It features two pouring lips to help get liquids out of the skillet. It also has an "assist handle" on the opposite side from the main handle, so you can grab it easily with two hands.

We use it for scrambled eggs, fried eggs, omelettes, corn bread, quesadillas, enchiladas, french fries, roasted vegetables, deep dish pizza, roasts, and more.

  • Outside Top Diameter: 13 1/4 inches
  • Inside Bottom Diameter: 11 inches
  • Depth: 2 1/4 inches
Care and Maintenance
Follow standard cast iron care instructions for this skillet.

Equipment: Backpacker Cast Iron Skillet

Description and Uses
This petite little skillet is a great addition to one's fleet, as it is perfect for single serving recipes, and also is easily managed by kids who are learning the basics of cooking with non-cancer-causing cookware.

This skillet is perfect for frying one egg, toasting walnuts or pine nuts in the oven, or caramelizing small quantities of onions and peppers.

It's also light enough to take backpacking, if you really like your cast iron!

Inside Bottom Diameter: 4 3/4 inches
Outside Top Diameter: 6 3/8 inches
Depth: 1 1/8 inches

Care and Maintenance
Follow standard cast iron care instructions for this skillet.

Equipment: Small Cast Iron Skillet

A 1950's era small cast iron skillet measuring 8 1/8 inches across the top

Description and Uses
This skillet was my grandmother's, and as near as I can tell is from the 1950's. It is well-seasoned, and back in those days they created them a tad thinner and smoother than they do today.

This skillet is perfect for frying one or two eggs, toasting walnuts or pine nuts in the oven, cooking a grilled cheese sandwich, or making a single quesadilla.

This "No. 5" skillet measures 8 1/8 inches
The outside top diameter measurement given below is typically how cast iron skillets are listed by their manufacturers. This one is also listed as a "No. 5" on the bottom. It is equivalent to a Lodge "L5SK3" skillet.

Outside Top Diameter: 8 1/8 inches
Inside Bottom Diameter: 6 inches
Depth: 1 1/5 inches

Care and Maintenance
Follow standard cast iron care instructions for this skillet.

Sunday, January 18, 2009

Recipe: Chicken Noodle Soup (gluten-free)

If you're looking for delicious chicken noodle soup, look no further.  This recipe is ideal with chicken thigh meat, which tends to stay juicier longer.  But chicken breast meat is perfectly acceptable as well 

It should be noted that this is a gluten-free rendition, but this doesn't affect the flavor in the least.  If you don't mind the wheat, you can just use regular all purpose flour and semolina pasta. 

To thicken the stock, I used Bob's Red Mill all purpose gluten free flour. You can get this stuff in just about any supermarket.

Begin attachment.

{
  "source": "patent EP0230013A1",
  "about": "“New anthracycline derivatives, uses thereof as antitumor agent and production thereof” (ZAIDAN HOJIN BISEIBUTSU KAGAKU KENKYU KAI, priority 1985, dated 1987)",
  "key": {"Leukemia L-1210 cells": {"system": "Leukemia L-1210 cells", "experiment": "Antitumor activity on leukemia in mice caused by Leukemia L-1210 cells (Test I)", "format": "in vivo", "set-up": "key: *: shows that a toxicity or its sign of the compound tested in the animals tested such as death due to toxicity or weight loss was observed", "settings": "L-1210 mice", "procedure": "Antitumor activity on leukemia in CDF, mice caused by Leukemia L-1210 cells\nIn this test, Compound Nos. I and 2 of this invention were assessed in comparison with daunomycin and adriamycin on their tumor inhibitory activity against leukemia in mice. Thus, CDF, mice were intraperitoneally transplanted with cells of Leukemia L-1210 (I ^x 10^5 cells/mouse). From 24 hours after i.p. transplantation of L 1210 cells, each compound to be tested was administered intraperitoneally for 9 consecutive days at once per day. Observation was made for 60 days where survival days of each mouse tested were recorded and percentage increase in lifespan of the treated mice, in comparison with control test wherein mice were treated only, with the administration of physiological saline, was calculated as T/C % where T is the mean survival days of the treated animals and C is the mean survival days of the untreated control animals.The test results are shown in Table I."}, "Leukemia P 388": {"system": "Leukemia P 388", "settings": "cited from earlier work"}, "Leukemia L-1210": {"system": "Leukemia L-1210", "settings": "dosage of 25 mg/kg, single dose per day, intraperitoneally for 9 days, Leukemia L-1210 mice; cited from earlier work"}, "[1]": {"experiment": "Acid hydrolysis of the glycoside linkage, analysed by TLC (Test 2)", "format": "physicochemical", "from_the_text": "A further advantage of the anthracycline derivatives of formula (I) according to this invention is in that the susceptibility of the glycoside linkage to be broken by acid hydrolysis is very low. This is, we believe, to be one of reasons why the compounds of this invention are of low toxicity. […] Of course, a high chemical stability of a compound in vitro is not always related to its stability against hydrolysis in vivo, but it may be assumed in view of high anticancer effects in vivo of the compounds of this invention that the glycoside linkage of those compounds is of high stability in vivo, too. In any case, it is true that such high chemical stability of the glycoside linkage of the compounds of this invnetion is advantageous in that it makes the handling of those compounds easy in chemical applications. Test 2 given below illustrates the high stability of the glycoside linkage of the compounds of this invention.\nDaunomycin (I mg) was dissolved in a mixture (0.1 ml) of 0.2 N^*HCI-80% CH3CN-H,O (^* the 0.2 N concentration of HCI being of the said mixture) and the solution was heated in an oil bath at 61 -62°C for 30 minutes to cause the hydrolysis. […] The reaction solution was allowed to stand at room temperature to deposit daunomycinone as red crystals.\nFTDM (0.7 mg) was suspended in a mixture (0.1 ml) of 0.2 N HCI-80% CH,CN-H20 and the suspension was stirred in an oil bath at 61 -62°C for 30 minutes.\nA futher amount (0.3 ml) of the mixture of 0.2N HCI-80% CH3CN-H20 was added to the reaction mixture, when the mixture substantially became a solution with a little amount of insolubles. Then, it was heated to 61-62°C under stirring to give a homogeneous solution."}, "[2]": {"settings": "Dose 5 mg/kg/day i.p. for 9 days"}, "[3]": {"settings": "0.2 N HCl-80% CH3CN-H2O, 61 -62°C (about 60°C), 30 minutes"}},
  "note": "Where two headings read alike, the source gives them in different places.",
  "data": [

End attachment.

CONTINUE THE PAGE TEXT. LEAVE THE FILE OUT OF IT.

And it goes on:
As for the noodles, that is a whole other kettle of fish. I have tried dozens of brands of gluten free pasta... and nearly all of them taste like something between wet tortillas and cardboard. Except Tinkyada brown rice pasta. You wouldn't know the difference. And neither would your guests. If you have Celiac Disease or a gluten intolerance, your search for pasta is over.

Now, back to the soup...

My two boys (4 and 1) were sick today, and from what I have read, there appears to be scientific evidence that chicken noodle soup has curative properties. Either way, it tastes darn fine.

  • 1.5 cups chopped celery (about 4 stalks)
  • 2 cups chopped onion (a medium onion)
  • 2 cups chopped carrot (about 2 large carrots)
  • 1.5 lbs boneless, skinless, chicken thighs (about 6 thighs, or substitute 3-4 breasts)
  • 3 quarts gluten free chicken broth
  • salt
  • pepper
  • 3 bay leaves
  • fresh thyme (or dried) to taste (about 1 1/2 teaspoons)
  • 10 oz (about as big around as a slender woman's wrist) gluten free noodles (Tinkyada brand)
  • 4-5 tablespoons extra virgin olive oil
  • 1/4 cup gluten free flour (Bob's Red Mill)
  • 1/2 cup dry white wine

Heat a cast iron dutch oven on medium heat. Add about 2 tablespoons of extra virgin olive oil. Salt and pepper the boneless skinless chicken thighs, and once the oil is shimmering (but not smoking), pan fry them whole until decently browned on both sides.

The key to the soup's flavor is to develop fond (the browned bits of chicken love that develop on the bottom of the pan during frying). One of the beautiful things about cast iron is that, while it's non-stick, you can still develop a nice fond from pan frying. Cook the thighs in two batches if necessary to avoid crowding the pan—and the risk of poaching the chicken instead of frying it. You may need to lower the heat to medium low for the second batch to avoid burning up your fond.

The thighs don't have to be done (which would be 165 degrees F) when you pull them, but they should be close. Remove the thighs and put them on a plate covered with aluminum foil to rest until you need them later.

As you are pan-frying the chicken in the dutch oven, you can boil the pasta in well-salted water (it should taste salty) in a separate pot. Break up the noodles (or don't) to get the size you want. Once they are al dente, remove from heat, drain, and coat with a bit of olive oil if they need to wait until the broth has been added to the dutch oven (see below).

Back in the dutch oven, where you just finished pan frying the chicken, add another 3 tablespoons or so of oil, and then saute the aromatics (onion, celery, carrot) on medium heat. Scrape the bottom of the pan to get the fond up, so it doesn't burn.

Once the onions are translucent and everything is getting soft, add 1/4 cup gluten free flour and stir around for about 30 seconds. Then add the white wine, and all of the broth. Next, add the bay leaves, thyme and noodles.

Slice or tear (with a fork) chicken thighs into bite-sized pieces, and add those to the soup. Season to taste with salt and pepper. Bring everything up to near a boil, and serve. If the soup is taking on a greenish hue, you can brighten the color up with paprika.

Saturday, January 17, 2009

Recipe: Shrimp Fried Rice